1. Either of the two resolutions are made by me.
  2. Working out, as well as reading, are some ways to release stress.

It says the subject-verb agreements in the following sentences are incorrect.
These sentences seem fine to me.
Could you please explain what's wrong and why?

Source: from a Complete Canadian Curriculum book, in the English section.

  • Could you add the source of these examples?
    – user3169
    Oct 25, 2014 at 5:33
  • There. I edited. Oct 25, 2014 at 5:35
  • I'm thinking that you probably ought to get yourself a better grammar book. :)
    – F.E.
    Oct 25, 2014 at 8:24
  • Why? What's wrong with this one? Oct 25, 2014 at 18:27

1 Answer 1


In both sentences the predicate should be "is". The rules are the following: if the subject is expressed by either of, none of, neither of we use a singular verb as we mean one item ( "either of" meaning "either this or that one"), in the second sentence we have "as well as", the sentence can be rephrased: working out just like reading ( we compare two things, but caracterise one of them, the first one, so the predicate agrees with it, if it' s singular the verb is singular and if plural it requires a plural verb

  • Could you please add some grammar sources to show where those "rules" could be found?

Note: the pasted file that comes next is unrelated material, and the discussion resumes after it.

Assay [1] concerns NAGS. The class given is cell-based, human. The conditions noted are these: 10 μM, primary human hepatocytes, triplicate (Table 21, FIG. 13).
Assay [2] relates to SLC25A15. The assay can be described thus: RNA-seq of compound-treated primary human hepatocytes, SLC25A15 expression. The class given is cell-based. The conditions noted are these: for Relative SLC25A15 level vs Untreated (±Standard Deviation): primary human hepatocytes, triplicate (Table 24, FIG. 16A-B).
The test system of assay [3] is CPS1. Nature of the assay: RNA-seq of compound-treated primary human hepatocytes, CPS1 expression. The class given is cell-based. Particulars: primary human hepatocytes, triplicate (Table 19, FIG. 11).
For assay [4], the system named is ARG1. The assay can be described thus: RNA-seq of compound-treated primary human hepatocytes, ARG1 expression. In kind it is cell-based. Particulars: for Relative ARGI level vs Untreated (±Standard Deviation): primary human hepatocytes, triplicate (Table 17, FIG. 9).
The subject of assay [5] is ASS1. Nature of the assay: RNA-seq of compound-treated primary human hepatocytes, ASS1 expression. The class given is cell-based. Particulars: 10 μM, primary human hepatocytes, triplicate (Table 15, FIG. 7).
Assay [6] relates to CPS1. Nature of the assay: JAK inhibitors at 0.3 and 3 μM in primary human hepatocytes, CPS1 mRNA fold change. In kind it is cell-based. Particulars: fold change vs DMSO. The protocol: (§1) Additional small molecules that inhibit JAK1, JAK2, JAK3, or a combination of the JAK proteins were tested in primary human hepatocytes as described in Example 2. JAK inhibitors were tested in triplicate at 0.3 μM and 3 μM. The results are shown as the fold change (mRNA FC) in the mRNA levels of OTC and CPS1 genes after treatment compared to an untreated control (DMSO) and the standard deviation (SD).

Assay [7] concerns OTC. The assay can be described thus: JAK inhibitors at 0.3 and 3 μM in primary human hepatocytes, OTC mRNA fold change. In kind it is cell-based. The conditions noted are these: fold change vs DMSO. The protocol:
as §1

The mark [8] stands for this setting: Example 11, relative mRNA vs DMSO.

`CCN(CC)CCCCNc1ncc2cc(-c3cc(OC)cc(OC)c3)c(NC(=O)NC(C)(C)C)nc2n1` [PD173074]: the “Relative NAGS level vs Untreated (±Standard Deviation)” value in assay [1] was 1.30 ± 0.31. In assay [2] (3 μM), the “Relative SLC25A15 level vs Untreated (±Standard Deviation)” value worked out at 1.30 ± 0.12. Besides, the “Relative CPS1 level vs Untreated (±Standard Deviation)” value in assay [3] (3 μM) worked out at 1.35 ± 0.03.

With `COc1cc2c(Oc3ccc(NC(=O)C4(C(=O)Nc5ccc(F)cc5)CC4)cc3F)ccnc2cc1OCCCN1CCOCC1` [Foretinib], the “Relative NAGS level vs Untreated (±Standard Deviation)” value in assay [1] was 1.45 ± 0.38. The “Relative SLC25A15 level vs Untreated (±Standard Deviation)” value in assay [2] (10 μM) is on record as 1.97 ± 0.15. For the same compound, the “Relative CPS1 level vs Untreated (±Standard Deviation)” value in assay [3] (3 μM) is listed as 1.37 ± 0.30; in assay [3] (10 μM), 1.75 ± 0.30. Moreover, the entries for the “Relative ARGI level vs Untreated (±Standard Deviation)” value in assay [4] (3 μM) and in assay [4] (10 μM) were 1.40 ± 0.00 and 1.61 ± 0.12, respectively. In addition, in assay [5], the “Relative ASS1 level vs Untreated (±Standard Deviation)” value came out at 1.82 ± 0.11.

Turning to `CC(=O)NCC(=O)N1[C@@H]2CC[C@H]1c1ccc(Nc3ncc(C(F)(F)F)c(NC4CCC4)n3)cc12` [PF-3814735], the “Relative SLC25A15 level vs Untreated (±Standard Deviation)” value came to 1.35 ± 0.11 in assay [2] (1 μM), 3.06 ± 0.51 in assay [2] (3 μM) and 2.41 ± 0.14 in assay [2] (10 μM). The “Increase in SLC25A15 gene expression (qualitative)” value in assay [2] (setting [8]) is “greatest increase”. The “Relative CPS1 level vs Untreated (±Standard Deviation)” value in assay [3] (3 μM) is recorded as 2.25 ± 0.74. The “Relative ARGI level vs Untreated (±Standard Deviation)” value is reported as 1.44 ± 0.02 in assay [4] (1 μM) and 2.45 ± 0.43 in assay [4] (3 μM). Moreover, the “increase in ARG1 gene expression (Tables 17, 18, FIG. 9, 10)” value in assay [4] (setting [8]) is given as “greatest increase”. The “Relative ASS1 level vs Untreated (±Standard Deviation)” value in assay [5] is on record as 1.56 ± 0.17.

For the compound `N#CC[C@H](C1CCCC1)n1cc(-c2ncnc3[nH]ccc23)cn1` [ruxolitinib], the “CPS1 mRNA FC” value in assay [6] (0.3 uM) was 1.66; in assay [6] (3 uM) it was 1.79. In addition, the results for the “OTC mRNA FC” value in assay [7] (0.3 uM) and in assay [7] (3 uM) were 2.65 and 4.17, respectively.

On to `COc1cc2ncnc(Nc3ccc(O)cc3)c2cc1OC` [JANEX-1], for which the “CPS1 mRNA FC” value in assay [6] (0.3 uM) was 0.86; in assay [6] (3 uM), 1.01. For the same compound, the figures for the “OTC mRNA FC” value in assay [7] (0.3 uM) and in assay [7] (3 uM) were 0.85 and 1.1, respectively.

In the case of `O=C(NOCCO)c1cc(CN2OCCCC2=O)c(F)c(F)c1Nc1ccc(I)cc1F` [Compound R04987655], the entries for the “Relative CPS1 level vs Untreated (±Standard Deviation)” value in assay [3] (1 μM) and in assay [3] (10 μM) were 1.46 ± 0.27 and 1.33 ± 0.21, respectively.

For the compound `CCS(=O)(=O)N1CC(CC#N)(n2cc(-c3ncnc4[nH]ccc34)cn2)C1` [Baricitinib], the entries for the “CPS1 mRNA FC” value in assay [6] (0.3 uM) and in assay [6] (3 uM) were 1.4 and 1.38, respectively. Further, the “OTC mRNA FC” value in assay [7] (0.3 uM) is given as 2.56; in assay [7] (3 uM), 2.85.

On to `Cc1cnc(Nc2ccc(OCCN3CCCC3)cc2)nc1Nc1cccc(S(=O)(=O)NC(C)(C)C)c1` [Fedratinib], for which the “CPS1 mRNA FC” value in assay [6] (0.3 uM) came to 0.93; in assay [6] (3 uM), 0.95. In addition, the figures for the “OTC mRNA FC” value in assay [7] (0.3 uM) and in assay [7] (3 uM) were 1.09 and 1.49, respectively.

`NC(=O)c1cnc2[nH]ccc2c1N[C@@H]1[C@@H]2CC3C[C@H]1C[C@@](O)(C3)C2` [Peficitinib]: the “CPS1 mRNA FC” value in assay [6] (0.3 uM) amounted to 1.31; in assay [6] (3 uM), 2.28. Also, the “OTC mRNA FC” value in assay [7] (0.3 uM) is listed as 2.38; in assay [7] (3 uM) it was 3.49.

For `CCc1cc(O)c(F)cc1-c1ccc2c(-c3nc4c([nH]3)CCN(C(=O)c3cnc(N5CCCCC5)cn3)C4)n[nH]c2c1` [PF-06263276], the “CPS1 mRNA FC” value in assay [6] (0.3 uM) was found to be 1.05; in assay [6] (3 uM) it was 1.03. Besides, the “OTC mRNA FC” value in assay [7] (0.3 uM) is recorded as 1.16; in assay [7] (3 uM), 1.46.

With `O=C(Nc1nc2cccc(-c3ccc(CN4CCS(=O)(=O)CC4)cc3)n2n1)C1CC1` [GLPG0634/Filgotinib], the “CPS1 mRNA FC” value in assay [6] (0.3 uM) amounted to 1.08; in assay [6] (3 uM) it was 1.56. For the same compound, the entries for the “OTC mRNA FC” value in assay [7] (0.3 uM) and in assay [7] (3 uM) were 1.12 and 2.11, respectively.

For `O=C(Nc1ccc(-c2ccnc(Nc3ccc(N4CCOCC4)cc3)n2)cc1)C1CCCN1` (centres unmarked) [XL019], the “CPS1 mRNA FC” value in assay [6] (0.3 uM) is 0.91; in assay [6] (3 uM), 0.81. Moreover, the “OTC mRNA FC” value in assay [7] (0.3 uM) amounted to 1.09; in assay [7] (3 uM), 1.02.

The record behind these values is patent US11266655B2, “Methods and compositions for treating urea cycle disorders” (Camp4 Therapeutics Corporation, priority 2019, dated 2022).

– F.E.
    Oct 25, 2014 at 8:17
  • "None of them are" is actually quite common, more common than "none of them is"; see COCA.
    – user230
    Oct 25, 2014 at 8:22
  • "Either of the two resolutions is/are made by me." This sentence sounds unnatural to me regardless of the verb chosen. It works with 'neither ... is/are" or "Both ... are", but not really with "Either ... is/are".
    – tunny
    Oct 25, 2014 at 9:16
  • @tunny I agree the first sentence is strange. "Either of the two options is acceptable to me." or "Either of the two resolutions could be made by me." would make more sense.
    – ColleenV
    Oct 25, 2014 at 10:41
  • I found a web page that explains the subject verb agreement rules and explains that In informal writing, neither and either sometimes take a plural verb when these pronouns are followed by a prepositional phrase beginning with of. This is particularly true of interrogative constructions
    – ColleenV
    Oct 25, 2014 at 10:54

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